So this summer camp wasn't exactly "Meatballs."
Instead of cabins, we had classrooms. Instead of lakes, we had lessons.
And there was no Bill Murray, aside from the bit of him I always carry in spirit.
But we still had plenty of fun!
Usually, I would be spending late July and early August visiting family and friends in America. This year, of course, is different because of COVID-19. If I were to leave China on my U.S. Passport -- even though I own a home and have a valid residence permit in China -- I would face the same fate as one of my co-workers, who's been stuck in the Philippines since January.
So, toward the end of the regular school year, our company floated the idea by us: How would we like to spend a couple of weeks teaching at the local educational summer camp they run?
After I went to an early meeting and showed interest, my picture made it into some early marketing that went out to students and their parents. How did I know? My friend Julia texted me to say her son Leo had seen my picture, and now he wanted to go to the camp!
At that point, I pretty much had to commit.
The camp itself was 10 full-time days over two weeks, but it really turned out to be three weeks of work. Before camp started, meticulous lesson plans had to be submitted covering each of the 33 class periods I'd be teaching, and then I had to prepare for those classes.
Most of my classes would be specifically for my "homeroom" group of kids, but I was also assigned a Culture class that I'd teach four additional classes. How could I represent American culture in a way that would be both appealing and accessible to 9- and 10-year-old children? I struggled with that for a while, until the thought hit me -- kids love cartoons! And while animation is entertaining, it is often designed with lessons in mind, whether it's exposing viewers to new facts on a show like "Dora the Explorer" or the moral to the story of a Disney movie.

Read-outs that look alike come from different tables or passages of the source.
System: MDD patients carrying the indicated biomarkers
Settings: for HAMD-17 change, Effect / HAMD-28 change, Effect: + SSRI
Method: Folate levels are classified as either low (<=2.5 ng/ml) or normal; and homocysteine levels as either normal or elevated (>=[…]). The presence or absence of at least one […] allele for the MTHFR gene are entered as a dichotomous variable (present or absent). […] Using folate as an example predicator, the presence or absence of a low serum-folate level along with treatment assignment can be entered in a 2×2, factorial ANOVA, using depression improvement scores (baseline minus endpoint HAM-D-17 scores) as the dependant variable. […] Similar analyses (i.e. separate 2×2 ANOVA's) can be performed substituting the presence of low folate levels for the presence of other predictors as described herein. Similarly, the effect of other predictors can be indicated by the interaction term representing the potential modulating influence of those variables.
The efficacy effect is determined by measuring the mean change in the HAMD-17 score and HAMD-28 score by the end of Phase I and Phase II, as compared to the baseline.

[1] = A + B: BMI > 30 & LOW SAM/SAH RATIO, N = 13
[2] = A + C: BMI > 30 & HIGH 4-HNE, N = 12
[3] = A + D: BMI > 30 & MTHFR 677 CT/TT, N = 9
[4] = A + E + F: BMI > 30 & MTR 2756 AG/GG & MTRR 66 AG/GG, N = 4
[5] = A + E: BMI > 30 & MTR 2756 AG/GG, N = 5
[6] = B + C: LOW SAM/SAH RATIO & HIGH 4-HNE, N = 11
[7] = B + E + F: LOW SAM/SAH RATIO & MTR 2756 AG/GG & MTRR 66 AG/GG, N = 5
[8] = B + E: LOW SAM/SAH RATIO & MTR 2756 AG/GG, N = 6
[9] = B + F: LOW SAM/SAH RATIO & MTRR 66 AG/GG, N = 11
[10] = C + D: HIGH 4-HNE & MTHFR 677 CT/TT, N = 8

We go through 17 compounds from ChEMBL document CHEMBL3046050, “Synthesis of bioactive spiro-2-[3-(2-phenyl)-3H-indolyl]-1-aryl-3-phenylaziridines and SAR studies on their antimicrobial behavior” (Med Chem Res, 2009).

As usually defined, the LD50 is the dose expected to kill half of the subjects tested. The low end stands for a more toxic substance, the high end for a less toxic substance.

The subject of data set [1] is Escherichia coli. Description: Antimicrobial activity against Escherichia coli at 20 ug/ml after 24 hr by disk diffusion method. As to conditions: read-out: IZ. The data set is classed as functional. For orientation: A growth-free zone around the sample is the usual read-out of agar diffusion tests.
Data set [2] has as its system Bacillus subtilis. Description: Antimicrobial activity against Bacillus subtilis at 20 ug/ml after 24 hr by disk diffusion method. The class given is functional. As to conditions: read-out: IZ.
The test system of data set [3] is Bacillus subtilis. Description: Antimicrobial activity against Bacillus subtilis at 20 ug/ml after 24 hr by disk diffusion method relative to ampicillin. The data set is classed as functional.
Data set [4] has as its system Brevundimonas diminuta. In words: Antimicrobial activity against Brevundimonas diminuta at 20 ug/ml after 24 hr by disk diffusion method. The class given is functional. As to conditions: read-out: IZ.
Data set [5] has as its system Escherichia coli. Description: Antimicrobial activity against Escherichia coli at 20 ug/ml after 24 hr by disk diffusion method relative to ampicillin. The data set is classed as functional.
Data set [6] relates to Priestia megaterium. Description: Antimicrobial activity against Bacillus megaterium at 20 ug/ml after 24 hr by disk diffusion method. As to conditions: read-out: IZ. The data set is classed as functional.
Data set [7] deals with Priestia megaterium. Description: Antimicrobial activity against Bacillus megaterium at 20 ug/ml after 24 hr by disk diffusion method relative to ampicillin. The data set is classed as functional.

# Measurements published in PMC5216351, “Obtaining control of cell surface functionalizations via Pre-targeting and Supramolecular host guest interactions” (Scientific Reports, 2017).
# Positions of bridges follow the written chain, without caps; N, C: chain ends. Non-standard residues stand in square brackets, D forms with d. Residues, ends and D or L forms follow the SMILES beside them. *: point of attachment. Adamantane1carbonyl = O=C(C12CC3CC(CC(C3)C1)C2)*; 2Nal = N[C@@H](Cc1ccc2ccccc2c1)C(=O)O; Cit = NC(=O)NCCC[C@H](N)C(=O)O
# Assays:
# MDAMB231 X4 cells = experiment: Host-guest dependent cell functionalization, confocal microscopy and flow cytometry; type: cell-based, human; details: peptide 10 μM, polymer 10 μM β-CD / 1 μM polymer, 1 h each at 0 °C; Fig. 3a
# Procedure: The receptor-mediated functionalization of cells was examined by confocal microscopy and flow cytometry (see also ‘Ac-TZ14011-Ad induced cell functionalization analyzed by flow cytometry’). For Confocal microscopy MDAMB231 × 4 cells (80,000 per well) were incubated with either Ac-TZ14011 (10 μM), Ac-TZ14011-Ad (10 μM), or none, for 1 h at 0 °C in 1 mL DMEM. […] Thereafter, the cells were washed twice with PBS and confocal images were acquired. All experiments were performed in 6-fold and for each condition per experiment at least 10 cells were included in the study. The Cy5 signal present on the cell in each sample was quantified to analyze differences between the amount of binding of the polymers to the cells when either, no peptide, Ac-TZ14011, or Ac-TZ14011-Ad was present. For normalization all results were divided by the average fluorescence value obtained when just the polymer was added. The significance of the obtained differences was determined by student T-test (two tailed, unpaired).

If I was going to talk about animation, I knew I had to get them hooked quickly -- and the way I did that was by producing two videos: a six-minute "history of animation" video and a shorter one in which some of my American friends' kids talked about the current cartoon characters they like the most.
(I am sharing the "history of animation" video with you here, but I promised my friends I'd keep their kids' appearances in the classroom only... no Internet. Sorry!)
There was also a short book I'd be teaching in a Reading class, and the "reading video" provided was woefully poor, so I created a new version of that, too.
So, even before camp began, I'd spent a full week getting things ready to go.
|Six of the girls in class singing "Let It Go."|
Culture, as I mentioned earlier, revolved around animation. After showing them the videos and talking a little bit about why animation is such a special artform, I let them loose with their imaginations, challenging them to come up with their own animated characters, then coming to the front of class to talk about their creations. There were definitely some pretty cool ones!